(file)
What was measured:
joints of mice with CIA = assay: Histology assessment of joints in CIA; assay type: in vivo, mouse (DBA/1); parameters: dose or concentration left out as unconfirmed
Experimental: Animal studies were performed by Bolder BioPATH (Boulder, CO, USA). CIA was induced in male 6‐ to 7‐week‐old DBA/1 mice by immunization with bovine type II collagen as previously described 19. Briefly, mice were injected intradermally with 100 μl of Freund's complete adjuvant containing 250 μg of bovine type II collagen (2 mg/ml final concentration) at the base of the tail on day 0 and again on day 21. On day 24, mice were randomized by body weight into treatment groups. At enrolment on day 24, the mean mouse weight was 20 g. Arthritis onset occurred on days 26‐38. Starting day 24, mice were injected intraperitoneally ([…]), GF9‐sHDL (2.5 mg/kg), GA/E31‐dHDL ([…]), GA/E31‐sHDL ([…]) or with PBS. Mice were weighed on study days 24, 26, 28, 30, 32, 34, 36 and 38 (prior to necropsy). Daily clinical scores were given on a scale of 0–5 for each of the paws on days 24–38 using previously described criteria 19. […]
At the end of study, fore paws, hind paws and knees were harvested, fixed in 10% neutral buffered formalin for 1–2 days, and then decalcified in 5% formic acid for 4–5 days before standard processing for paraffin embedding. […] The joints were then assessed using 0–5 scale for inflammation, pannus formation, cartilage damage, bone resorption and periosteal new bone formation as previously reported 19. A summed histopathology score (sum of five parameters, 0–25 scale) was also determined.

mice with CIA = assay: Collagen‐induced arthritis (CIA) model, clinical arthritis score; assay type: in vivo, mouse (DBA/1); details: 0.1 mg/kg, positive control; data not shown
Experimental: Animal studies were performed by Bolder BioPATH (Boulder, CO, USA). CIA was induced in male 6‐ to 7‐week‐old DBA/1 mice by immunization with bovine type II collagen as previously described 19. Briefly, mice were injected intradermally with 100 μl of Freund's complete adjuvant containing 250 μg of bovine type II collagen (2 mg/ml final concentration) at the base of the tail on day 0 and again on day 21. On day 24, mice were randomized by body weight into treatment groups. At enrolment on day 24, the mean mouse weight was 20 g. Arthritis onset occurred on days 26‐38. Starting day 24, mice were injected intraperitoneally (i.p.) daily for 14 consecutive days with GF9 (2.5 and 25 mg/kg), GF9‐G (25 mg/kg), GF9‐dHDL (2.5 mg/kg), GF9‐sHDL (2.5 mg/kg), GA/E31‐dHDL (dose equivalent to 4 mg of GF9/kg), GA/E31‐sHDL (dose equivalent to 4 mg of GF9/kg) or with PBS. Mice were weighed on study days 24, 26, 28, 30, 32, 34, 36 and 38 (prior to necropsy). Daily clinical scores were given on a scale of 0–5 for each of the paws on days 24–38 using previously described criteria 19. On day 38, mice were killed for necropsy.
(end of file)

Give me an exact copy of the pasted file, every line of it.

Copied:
What was measured:
joints of mice with CIA = assay: Histology assessment of joints in CIA; assay type: in vivo, mouse (DBA/1); parameters: dose or concentration left out as unconfirmed
Experimental: Animal studies were performed by Bolder BioPATH (Boulder, CO, USA). CIA was induced in male 6‐ to 7‐week‐old DBA/1 mice by immunization with bovine type II collagen as previously described 19. Briefly, mice were injected intradermally with 100 μl of Freund's complete adjuvant containing 250 μg of bovine type II collagen (2 mg/ml final concentration) at the base of the tail on day 0 and again on day 21. On day 24, mice were randomized by body weight into treatment groups. At enrolment on day 24, the mean mouse weight was 20 g. Arthritis onset occurred on days 26‐38. Starting day 24, mice were injected intraperitoneally ([…]), GF9‐sHDL (2.5 mg/kg), GA/E31‐dHDL ([…]), GA/E31‐sHDL ([…]) or with PBS. Mice were weighed on study days 24, 26, 28, 30, 32, 34, 36 and 38 (prior to necropsy). Daily clinical scores were given on a scale of 0–5 for each of the paws on days 24–38 using previously described criteria 19. […]
At the end of study, fore paws, hind paws and knees were harvested, fixed in 10% neutral buffered formalin for 1–2 days, and then decalcified in 5% formic acid for 4–5 days before standard processing for paraffin embedding. […] The joints were then assessed using 0–5 scale for inflammation, pannus formation, cartilage damage, bone resorption and periosteal new bone formation as previously reported 19. A summed histopathology score (sum of five parameters, 0–25 scale) was also determined.

mice with CIA = assay: Collagen‐induced arthritis (CIA) model, clinical arthritis score; assay type: in vivo, mouse (DBA/1); details: 0.1 mg/kg, positive control; data not shown
Experimental: Animal studies were performed by Bolder BioPATH (Boulder, CO, USA). CIA was induced in male 6‐ to 7‐week‐old DBA/1 mice by immunization with bovine type II collagen as previously described 19. Briefly, mice were injected intradermally with 100 μl of Freund's complete adjuvant containing 250 μg of bovine type II collagen (2 mg/ml final concentration) at the base of the tail on day 0 and again on day 21. On day 24, mice were randomized by body weight into treatment groups. At enrolment on day 24, the mean mouse weight was 20 g. Arthritis onset occurred on days 26‐38. Starting day 24, mice were injected intraperitoneally (i.p.) daily for 14 consecutive days with GF9 (2.5 and 25 mg/kg), GF9‐G (25 mg/kg), GF9‐dHDL (2.5 mg/kg), GF9‐sHDL (2.5 mg/kg), GA/E31‐dHDL (dose equivalent to 4 mg of GF9/kg), GA/E31‐sHDL (dose equivalent to 4 mg of GF9/kg) or with PBS. Mice were weighed on study days 24, 26, 28, 30, 32, 34, 36 and 38 (prior to necropsy). Daily clinical scores were given on a scale of 0–5 for each of the paws on days 24–38 using previously described criteria 19. On day 38, mice were killed for necropsy.